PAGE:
"Just about anybody can win" - Sameer Verma gauges new competition at badminton selection trials
Although he is out of the race in the ongoing BAI Selection trials, former World No. 11 and veteran shuttler Sameer Verma reflects on the NextGen and the challenges they pose for the senior lot.
New Delhi: Former World No. 11 Sameer Verma may be out of contention for the men's singles spots available for the Commonwealth Games and the Asian Games, but if there is one thing that the veteran shuttler has sensed, it is that things are no longer the same old about Indian badminton - the field is fast-changing.
At the ongoing BAI Selection Trials, other than the all-important squad selection affairs for the Thomas & Uber Cup, Commonwealth Games and Asian Games, the turnout of players is a sight in itself, given the range of their ages.
Inside a bustling KD Jadhav Indoor Hall within the Indira Gandhi Stadium Complex in New Delhi, a motley crowd of new faces and old dot the hallways and the eight courts set up for the BAI Selection Trials, including two practice ones.
From a 14-year-old Super 100 winner Unnati Hooda to a 29-year-old World Championship bronze medallist B. Sai Praneeth and a 32-year-old Ashwini Ponnappa, the mix is interesting, making the playing field an exciting one to witness.
Although one may be skeptical about the quality of play involved in a national-level tournament, sans any international threats, the trials have oddly panned out as an exciting revelation with the mix of young and the old, being pitched against each other.
This isn't like the usual scene anymore and with it, the expected competition has also changed drastically for the better as Sameer Verma relays to The Bridge, on the sidelines of the Trials.
"In India right now, just about anybody is playing well, you can't even imagine!" Sameer mentions with a laugh.
"You can't take things lightly at all anymore, anybody can win now. Earlier you could only be 70-80% good and that would be enough to make you win the match, but now things are different," Sameer noted, indicating the newfound depth of badminton in the country.
"The trials have seen some really good matches, right from the first day, the quality is very surprising but a welcome sight," Sameer reflected.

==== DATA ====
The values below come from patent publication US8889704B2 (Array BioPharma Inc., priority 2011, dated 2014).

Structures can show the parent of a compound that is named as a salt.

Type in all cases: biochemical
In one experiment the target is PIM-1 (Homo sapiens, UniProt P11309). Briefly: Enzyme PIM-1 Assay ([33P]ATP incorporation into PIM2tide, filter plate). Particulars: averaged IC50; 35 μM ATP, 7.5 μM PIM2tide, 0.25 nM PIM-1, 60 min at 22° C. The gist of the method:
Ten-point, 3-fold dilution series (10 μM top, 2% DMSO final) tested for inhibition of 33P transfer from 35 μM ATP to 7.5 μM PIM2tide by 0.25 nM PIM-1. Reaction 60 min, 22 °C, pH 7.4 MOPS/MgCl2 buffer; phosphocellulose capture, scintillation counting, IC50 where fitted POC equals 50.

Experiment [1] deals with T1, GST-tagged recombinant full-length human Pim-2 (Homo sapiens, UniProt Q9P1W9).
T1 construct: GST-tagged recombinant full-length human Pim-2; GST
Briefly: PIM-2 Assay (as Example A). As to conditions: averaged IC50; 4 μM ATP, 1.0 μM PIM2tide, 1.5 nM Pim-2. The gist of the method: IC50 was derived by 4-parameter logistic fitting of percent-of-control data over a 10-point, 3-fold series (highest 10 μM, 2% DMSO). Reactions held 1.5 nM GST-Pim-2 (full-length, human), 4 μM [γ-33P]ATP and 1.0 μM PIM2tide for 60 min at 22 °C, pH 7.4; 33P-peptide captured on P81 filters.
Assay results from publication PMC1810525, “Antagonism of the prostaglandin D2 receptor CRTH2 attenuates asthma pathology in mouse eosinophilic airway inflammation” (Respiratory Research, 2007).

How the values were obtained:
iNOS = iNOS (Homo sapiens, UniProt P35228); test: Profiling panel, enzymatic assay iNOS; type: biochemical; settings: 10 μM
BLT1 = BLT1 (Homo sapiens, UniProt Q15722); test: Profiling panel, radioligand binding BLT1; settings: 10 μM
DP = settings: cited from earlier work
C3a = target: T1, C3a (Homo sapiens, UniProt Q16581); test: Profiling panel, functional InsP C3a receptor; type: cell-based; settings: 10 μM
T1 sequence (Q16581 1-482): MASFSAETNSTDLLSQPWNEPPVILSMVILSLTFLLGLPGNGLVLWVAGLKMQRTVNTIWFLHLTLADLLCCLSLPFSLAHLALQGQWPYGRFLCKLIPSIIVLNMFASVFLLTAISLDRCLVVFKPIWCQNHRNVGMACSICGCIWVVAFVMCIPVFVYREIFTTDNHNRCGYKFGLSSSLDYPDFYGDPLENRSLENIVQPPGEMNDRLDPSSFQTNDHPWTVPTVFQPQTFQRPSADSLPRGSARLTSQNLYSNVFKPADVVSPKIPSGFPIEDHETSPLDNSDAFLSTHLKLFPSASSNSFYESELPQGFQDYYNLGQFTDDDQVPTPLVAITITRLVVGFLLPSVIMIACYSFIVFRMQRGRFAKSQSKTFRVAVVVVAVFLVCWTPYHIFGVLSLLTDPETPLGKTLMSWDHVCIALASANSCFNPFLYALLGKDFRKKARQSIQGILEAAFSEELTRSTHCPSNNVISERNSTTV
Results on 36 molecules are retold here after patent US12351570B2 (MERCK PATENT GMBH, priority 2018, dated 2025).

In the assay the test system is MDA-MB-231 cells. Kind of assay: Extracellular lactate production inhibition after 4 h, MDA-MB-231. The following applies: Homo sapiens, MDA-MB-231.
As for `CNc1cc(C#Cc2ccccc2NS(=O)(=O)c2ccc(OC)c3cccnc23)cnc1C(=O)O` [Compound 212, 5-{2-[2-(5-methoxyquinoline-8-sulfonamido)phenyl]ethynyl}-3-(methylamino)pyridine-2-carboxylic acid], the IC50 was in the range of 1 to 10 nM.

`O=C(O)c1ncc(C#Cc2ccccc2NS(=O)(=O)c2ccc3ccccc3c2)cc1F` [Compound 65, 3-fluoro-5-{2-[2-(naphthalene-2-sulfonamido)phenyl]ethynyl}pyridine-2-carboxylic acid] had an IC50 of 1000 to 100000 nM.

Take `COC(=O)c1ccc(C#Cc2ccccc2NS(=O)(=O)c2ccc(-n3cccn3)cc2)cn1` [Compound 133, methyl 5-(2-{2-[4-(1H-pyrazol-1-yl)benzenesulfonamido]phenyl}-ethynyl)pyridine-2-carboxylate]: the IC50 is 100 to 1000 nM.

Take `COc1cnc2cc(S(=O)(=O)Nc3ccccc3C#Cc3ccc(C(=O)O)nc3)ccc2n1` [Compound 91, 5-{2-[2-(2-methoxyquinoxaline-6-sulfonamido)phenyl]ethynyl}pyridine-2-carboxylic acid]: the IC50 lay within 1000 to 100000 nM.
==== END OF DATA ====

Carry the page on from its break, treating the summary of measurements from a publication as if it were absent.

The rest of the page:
While a complete takeover from NextGen may still be a big ask especially with the Verma's and Praneeth's still present, they are doing just enough to show that they have what it takes to go the distance.
"Right now, Kiran George, Priyanshu Rajawat and another new guy, Ravi are doing very well and they will be ones to watch out for in the immediate future," Sameer gathered, judging from their recent streak of performances at the Trials where they notched up the heat on the court.
Factoring in age and experience
For the senior lot of players, the struggle with injuries is the one bogging them down, making them take hard decisions every now and then.
Sameer, when asked why he gave a walkover in his match against Priyanshu Rajawat in a League 2 match, Sameer briskly replied, "I don't want to make the same mistake I did by playing on during Denmark last year, my body can't afford every kind of toll," he said.
At the Denmark Open, Sameer made a dash to the quarters, with a niggling calf injury, defeating Thai sensation Kunlavut Vitidsarn and World No. 3 Dane, Anders Antonsen before retiring against Indonesia's Tommy Sugiarto.
With the new crop of players, the scene of badminton is on the brink of a major change now and the trials is only a trailer of the days to come soon.
"Yes, it can be challenging for us but it's also the same for them as they are upcoming players," Sameer mentions, reflecting on the fresh competition from Kiran George and co.
"If they are on the same level after some time, you need to have a game idea, which only comes with experience. For now, we are ahead with experience and they are ahead with their quick movements and are fitter," Sameer reasoned.
In recent history, the competition, especially in men's singles has intensified with Lakshya Sen being the frontrunner, armed with a World Championship bronze and a silver from the All England Championships.
The situation is such that there is only one spot up for grabs for the men in the squads of the Asiad and CWG with Lakshya, Kidambi Srikanth and HS Prannoy already selected based on their rankings and recent performance.
Packed with a tinge of unpredictability now, Indian badminton's next phase is a melting pot of all things exciting, with all of it pointing towards a new dawn and an eventual change of guards.